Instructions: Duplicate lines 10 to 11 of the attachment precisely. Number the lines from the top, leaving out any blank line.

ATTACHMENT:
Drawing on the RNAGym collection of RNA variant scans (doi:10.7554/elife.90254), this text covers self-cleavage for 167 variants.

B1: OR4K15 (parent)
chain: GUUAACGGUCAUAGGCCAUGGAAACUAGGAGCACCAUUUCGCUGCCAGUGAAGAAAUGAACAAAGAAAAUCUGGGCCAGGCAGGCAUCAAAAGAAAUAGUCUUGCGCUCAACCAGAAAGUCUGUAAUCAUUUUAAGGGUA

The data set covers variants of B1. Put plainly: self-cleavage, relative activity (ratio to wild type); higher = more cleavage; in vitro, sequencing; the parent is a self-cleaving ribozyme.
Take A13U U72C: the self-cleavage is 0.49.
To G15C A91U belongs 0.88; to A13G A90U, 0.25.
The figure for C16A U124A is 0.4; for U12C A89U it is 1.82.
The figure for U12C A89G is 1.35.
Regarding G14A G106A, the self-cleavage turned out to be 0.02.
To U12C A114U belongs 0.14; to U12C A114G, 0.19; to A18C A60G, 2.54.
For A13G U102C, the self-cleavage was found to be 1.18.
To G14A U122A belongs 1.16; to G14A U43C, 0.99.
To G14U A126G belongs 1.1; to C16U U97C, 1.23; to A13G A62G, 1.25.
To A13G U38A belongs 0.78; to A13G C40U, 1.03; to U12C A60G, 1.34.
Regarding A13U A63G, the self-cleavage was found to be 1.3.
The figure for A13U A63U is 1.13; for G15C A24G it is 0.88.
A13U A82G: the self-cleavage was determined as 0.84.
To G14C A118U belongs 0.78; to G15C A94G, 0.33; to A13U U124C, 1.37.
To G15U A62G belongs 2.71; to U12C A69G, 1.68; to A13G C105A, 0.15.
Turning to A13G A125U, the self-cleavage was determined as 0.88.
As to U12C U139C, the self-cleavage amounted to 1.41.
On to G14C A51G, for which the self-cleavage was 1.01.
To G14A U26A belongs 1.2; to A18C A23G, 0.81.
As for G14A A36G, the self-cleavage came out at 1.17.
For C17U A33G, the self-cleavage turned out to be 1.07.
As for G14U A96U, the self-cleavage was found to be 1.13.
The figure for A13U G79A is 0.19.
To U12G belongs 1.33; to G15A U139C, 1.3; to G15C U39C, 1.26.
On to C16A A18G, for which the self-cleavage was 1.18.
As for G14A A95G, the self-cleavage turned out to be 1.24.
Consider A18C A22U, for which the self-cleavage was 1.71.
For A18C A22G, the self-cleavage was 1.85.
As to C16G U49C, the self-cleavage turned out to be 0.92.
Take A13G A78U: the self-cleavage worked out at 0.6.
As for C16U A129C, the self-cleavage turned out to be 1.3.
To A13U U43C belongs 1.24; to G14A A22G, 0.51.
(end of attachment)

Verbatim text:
To U12C A114U belongs 0.14; to U12C A114G, 0.19; to A18C A60G, 2.54.
For A13G U102C, the self-cleavage was found to be 1.18.